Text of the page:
Plug it into your laptop, fire up Tidal and be taken away. The sound coming out of this thing is indeed an upgrade from your PC’s internal DAC, and it’s pretty incredible.
Soundstage enhancement is one of the most notable improvements this things will provide, in addition to stunning clarity, detail, and depth.
The funniest part about it is that I nearly always underestimate this thing after some time away from it. As soon as I plug one in again, I discover all over again why I recommend it so much.
It just makes music sound better and more lively. More focused. More present and intimate. It’s hard to explain, but there is a difference. At times it can be subtle and other times very noticeable.
As far as convenience and portability? It’s tops on this list I think.
The Amp/DAC itself supports up to 24-bit/96kHz files, and displays a color for each.
Green = 44.1kHz
Blue = 48kHz
Amber = 88.2kHz
Magenta = 96kHz
The only other feature is that once you plug it in, you’re PC or laptop’s volume controls take over. Simple and effective!
The xDSD is another great offering from iFi, this time as an Amp/DAC combo and also with Bluetooth capability, as long as your phone supports aptX (most do).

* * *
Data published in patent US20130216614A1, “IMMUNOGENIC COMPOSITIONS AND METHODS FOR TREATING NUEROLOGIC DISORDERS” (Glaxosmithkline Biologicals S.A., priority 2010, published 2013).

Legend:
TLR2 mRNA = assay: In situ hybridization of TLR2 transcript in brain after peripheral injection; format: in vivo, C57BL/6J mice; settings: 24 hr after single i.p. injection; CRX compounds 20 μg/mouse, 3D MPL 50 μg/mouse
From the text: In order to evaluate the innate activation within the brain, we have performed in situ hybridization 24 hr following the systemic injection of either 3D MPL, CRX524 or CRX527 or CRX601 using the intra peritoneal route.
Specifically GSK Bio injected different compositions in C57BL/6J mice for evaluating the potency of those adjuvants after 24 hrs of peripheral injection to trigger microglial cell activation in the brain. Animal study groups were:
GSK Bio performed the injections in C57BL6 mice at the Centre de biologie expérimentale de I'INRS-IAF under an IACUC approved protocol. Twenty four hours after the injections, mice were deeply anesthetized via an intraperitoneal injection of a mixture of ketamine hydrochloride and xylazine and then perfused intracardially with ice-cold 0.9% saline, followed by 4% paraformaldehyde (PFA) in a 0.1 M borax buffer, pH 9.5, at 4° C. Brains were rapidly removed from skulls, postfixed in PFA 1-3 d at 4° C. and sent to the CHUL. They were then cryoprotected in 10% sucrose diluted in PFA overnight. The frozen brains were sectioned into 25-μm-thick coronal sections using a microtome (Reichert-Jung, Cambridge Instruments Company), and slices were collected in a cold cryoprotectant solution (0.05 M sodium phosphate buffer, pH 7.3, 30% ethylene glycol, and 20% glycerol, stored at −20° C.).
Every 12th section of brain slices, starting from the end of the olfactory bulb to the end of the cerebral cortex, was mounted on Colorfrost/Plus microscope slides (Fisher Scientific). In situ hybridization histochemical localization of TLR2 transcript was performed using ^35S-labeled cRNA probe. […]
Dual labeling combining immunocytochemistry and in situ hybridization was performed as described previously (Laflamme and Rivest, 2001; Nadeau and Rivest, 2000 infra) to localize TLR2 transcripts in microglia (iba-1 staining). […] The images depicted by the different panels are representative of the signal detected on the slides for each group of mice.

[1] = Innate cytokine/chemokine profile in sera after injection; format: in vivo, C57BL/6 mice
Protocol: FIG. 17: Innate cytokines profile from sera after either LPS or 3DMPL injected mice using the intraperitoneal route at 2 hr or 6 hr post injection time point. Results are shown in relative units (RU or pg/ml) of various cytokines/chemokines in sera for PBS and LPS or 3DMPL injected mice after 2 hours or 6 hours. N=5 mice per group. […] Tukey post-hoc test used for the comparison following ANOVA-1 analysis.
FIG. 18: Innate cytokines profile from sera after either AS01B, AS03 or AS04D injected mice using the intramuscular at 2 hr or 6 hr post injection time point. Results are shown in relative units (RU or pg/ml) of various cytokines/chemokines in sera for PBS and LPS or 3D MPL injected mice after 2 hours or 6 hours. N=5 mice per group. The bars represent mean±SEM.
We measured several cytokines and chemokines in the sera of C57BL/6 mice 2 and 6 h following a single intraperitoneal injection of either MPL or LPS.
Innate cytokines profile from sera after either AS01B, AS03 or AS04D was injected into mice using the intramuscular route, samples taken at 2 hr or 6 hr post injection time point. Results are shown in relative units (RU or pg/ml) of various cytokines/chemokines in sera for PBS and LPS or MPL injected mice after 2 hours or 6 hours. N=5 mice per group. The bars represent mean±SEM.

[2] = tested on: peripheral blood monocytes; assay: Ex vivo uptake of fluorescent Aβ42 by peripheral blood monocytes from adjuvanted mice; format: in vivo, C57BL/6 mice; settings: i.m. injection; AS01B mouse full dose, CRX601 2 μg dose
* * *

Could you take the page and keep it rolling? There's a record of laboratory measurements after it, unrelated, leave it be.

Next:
I would liken the sound coming out of it to something like a Chord Mojo, but maybe a tad more clinical and less warm.
Like the xCAN, this puppy is packed with power and has loads of features. I was shocked at how easy it was to set up for console gaming. I didn’t even have to go into settings. I simply plugged the big blue USB cable from my PS4 into the back of the xDSD. Then I plugged an optical cable the same way using the supplied adapter that comes with the unit (just plug the adapter into the S/PDIF on the back, and then plug the optical cable into the adapter).
Once I turned the PS4 on sound was already coming through the headphones and I didn’t even make it past the start menu. Normally I have to mess around with a bunch of stuff inside the dashboard with other amps.
Not so with the xDSD. It’s true plug and play!
We’ve also got the same xBass and 3D+ feature similar to the xCAN, and both provide the same sorts of effects.
The xDSD is truly a wonderful piece of equipment and I can’t recommend it highly enough.